October 19, 2009
More of the catching up style of journaling, but because I had yet another fabulous day in Tarangire, I feel like I have to say at least a little bit about it. In the morning, we did another game drive and saw many more amazing mammals, birds and even a small reptile, the nile monitor lizard. I’m beginning to become somewhat competent (or perhaps just less incompetent) with my binoculars or “binos” as the pros say, so I’m pleased about that.
I sat in the front part of the truck today which was very fun because when I wanted to see something better I could just crawl up on the top of the truck cab and sit or stand there in order to see things better.
Even though I wasn’t that enthusiastic about learning to ID all the different birds at first, I am getting really into it. They are so diverse and interesting that its very cool to be able to look at one and say “That’s a marabou stork!” or whatever it might happen to be. I’m hoping that as time goes on I’ll get better at recognizing the general shapes and sizes of types of birds, so that way even if I don’t know what a certain kind of bird is I can say “I saw a brown and green starling” which will help me identify it better when asking others or looking in the books.
Tarangire Park is such an incredible place. It is not the busiest season tourist wise, but we still saw quite a few other trucks full of wazungu from various countries. I wish we’d seen busloads of Tanzanian children getting a chance to see the park. Even though many of the animals are just normal for them to see, it is unusual to see them all in one place interacting with one another like they do in Tarangire. It would be such an amazing thing for them to be able to see what an incredible natural beauty their country has and be able to learn more about it and take pride in it.
I’m just blown away by the fact that I can so easily observe so many different facets of a single ecosystem with such ease. All of the terms I learned in my basic bio courses are starting to mean more and more as I can see them in action. It is one thing to know that grasses and other plants are the primary producers of a system, the starting point for the energy from the sun that can then be transferred from creature to creature, but quite another to see it – to see herds of zebra, wildebeest, impala and then also smaller creatures like the dik dik and hyraxes who are also feasting on the plants as the primary consumers. And even the secondary and tertiary consumers can be seen with relative ease – lions, jackals, leopards, hawks, eagles…it is so incredible and so much more informative than reading it in a book.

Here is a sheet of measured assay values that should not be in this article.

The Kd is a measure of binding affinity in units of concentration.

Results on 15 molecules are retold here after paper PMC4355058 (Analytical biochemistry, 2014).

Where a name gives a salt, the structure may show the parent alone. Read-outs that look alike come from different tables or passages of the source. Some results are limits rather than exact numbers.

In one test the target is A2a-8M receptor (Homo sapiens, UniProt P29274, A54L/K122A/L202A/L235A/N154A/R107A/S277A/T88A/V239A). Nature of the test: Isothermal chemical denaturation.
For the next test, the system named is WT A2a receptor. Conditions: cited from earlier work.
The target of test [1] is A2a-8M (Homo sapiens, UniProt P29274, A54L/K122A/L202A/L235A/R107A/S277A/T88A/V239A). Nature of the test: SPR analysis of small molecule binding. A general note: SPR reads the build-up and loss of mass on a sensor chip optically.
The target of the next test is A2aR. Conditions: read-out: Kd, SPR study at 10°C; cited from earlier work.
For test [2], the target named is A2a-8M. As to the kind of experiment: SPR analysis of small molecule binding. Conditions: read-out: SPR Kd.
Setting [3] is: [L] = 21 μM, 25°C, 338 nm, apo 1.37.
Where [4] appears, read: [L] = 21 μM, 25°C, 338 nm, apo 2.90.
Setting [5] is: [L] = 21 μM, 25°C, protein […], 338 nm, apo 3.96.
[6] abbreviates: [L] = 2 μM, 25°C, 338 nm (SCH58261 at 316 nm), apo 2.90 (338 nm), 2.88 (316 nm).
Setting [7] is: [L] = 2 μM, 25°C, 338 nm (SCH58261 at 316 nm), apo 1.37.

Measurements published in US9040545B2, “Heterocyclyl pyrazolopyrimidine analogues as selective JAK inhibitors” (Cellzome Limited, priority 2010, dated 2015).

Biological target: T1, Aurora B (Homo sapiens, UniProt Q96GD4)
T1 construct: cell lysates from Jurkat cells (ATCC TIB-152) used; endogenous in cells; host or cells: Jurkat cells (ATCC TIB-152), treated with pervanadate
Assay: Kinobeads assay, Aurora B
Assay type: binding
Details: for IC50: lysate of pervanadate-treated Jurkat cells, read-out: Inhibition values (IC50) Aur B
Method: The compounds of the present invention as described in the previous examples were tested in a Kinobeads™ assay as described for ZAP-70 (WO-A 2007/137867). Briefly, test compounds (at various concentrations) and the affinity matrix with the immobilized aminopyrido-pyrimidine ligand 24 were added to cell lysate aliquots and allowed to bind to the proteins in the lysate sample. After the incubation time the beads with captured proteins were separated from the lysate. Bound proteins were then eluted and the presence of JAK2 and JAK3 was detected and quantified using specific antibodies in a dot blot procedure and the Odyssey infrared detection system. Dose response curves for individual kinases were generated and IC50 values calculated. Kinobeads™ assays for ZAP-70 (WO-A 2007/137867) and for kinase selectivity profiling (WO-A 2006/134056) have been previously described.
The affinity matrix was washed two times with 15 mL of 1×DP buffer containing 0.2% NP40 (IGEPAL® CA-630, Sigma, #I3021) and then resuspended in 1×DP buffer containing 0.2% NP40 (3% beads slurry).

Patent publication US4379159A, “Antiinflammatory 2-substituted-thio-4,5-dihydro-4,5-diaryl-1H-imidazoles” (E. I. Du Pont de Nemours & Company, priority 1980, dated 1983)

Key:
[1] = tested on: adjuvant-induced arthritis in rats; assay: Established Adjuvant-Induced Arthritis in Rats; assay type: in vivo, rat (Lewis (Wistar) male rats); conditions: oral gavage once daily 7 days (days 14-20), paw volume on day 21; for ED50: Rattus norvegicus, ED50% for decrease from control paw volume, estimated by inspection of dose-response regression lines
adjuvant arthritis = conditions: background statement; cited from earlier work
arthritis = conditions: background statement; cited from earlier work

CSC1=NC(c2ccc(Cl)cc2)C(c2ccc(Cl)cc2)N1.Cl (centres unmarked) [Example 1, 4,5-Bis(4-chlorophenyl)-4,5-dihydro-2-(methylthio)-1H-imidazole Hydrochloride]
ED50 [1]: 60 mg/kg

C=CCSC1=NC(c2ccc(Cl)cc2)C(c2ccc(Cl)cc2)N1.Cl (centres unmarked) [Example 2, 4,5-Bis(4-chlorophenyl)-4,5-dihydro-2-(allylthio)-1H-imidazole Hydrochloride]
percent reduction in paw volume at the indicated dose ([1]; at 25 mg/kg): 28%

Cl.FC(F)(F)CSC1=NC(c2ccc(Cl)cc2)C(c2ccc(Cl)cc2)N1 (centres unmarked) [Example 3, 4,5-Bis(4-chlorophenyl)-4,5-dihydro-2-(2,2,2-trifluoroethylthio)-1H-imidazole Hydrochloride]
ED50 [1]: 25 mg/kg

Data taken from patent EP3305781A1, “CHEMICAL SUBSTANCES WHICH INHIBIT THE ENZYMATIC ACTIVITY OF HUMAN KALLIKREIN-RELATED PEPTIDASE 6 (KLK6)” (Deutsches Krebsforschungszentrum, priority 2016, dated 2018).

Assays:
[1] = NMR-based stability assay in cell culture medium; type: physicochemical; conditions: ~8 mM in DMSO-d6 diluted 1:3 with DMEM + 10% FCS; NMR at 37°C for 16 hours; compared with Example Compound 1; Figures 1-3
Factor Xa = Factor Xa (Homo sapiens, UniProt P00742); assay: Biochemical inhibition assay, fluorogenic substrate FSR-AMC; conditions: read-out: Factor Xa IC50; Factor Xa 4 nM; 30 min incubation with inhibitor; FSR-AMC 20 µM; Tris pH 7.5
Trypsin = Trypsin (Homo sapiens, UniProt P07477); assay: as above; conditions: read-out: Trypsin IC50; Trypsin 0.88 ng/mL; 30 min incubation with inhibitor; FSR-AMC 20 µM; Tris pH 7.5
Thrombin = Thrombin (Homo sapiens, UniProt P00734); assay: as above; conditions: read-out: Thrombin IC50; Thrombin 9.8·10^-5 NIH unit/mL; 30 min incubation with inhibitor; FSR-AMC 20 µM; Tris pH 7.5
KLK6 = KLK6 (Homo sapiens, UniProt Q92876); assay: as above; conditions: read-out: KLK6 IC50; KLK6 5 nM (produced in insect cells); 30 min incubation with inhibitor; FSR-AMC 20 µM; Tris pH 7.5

I find myself wondering the most about herd behaviors of the various different grazers and browsers. Why do zebras and impalas, for example organize themselves into harems led by one dominant male and then bachelor herds composed of the less fit males, while dik dik pair off monogamously and stay with the same mate for life? I’m of course especially fascinated by the zebras because even though they are very non-horse like in some ways, they are quite horsey in others, especially in the way they interact with one another. One of the girls in the truck was worried that a big zebra was attacking another, but I could see that it was just the boss mare putting an uppity filly back in her place with a few will timed nips.
I’ve read quite a bit about the dynamics of wild (feral) horse behavior in the US and wish I’d brought one of my books about it with me because I think it would be really interesting to read it again and compare it with the information in the field guides about zebra social structure and behavior and see if it matches up.
I’ve also started thinking about the independent study I will have to do at the end of the program. I’d really like to study some aspect of zebras for my terrestrial research, mainly because I feel like I already “speak their language” in some ways because of being around horses so much and with only eight days to do the study, I feel like I won’t really have time to learn all that I need to know about a brand new organism in order to do a good job. Really, I’d like to research something about how zebras behave when predators are threatening them, but that’s really, really, outside the scope of this project, so I’ll have to come up with something else. Also, it will depend on the rains… if it hasn’t rained enough, the zebras won’t have left Tarangire Park and as a result won’t be near our study site!
I hope all of you at home are doing well with work and school and everything. It feels so strange to be so far removed from all of you and not be hearing about what you are up to. I’ve had the opportunity to take some pretty cool videos (highlights include a secretary bird eating a snake, a vervet monkey running with her baby perched piggyback and a mama ostrich fluffing her feathers in a display to protect her youngsters…just to give you the idea) and I can’t wait to share them with you, so you can see what I’ve been seeing.
Please, if you see them, give the Labradog a hug and a cookie (unless he is getting fat in the absence of the Hill + Lance Hood to Coast training program, in which case you are to tell my family to stop feeding him so much!) and El Spector a scratch on the withers and a carrot or a couple of fruity flavored jelly beans.